He was taken to the landing at Bermuda Hundred, where his friend Surgeon G. Derby, U. S. A., placed him on the evening of the day battle, on one of hospital transports for Fort Monroe.When he reached Fort Monroe  no wound of the stomach was suspected not for a considerable time.  His case was regarded as a cheat wound the ball first striking and disintegrating his watch and entering the chest below the left nipple.

Colonel Chambers was a man of small stature, thin and slender, active and resolve, but with greater strength of will then vigor of body

On a previous occasion at Quaker Bridge, north Carolina, July 6, 1863, he received a shell wound over the left clavicle, and although he was not severely hurt the immediate nervous depression was very marked.

On arriving at Fort Monroe Colonel Chambers entered the Chesapeake Hospital on May 18, 1864, and was put under the care of Assistant Surgeon R. Clellan U. S. A., who on June 9, 1864, extracted the ball.

June 30, 1864, a fistulous opening exists connecting the inferior oritice with the cavity of the stomach, with discharges of partially digested food.  "Orifice of entrance completely cicatrized."  Death came July 15, , 1864, from exhaustion.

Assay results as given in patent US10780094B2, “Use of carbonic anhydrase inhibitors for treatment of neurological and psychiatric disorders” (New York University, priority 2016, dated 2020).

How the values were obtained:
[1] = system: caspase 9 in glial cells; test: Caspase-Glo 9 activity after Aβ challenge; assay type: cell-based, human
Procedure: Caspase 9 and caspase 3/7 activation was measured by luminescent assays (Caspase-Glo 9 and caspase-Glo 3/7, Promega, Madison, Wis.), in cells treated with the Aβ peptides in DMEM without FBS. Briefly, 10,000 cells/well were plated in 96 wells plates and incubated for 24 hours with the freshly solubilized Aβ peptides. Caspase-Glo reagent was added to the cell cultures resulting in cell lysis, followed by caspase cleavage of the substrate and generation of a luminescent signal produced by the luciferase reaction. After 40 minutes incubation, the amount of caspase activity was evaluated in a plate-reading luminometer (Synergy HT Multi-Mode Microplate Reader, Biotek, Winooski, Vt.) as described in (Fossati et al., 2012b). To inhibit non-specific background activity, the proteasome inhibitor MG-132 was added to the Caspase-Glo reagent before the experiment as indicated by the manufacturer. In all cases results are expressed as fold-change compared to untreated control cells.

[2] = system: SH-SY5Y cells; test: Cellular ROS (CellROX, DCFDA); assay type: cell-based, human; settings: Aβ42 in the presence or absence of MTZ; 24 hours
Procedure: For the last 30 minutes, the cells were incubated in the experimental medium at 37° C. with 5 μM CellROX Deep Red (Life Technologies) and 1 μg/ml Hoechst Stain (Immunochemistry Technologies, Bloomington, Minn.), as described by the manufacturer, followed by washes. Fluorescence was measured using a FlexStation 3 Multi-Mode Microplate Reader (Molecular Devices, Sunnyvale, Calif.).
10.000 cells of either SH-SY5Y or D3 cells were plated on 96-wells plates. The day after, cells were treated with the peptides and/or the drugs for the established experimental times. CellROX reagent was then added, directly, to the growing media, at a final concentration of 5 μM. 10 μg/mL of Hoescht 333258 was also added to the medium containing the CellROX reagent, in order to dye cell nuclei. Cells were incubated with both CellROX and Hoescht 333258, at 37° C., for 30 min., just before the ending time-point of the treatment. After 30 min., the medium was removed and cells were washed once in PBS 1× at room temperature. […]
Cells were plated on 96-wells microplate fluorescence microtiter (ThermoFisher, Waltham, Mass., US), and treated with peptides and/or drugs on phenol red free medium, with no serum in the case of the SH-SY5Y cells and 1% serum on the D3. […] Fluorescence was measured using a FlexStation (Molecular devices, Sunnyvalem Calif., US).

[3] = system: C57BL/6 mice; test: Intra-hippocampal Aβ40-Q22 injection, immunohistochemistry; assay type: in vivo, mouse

From a later report.

When Colonel Chambers, who was then in command of his regiment, went into action, he had in his left breast pocket of his coat a large watch and an comb. His coat was buttoned tightly for the attack of the enemy which was resisting was made at an early hour.  When he was removed from the field, it was found that the ball by which he was wounded had struck and destroyed the watch and had broken to many pieces the iron comb.

It was supposed that the fragments of the watch and comb had been lost when his coat was first opened  An examination made by the ward surgeon failed to determine the presence of any foreign body in the chest; all detached pieces of bone were removed.  The hospital being at the time over crowed with wounded, my attention was not called to the case until June 9th..

When he was opened up it was found that many pieces of the watch was in the cavity of the stomach, after a careful  examination and washing of the cavity the wound was closed.

He was gaining his strength, the wound had closed to nearly its whole.  In early July his health began to fail.  A few days before his death being present as he swallowed some brandy, he exclaimed; "Doctor; it smarts my wound;" and upon examination, the odor of brandy was found upon the dressing.  All fluids taken into the stomach, a small portion was immediately present at the wound.  His exhaustion became more profound, and on July 15th, he died calmly of exhaustion.

The autopsy determined the fact that a prong of iron comb had escaped detection at the time of the operation; that its sharp point had become embedded in the bottom of the cavity and by its means a gastric fistula was established.

Author. You may be wondering about this talk about the stomach when he was struck in the chest.  When the ball had struck the watch the ball had flattened out and upon entering  the chest the flattened ball push everything with it, the ball traveled backwards and downwards and entered the cavity of the stomach.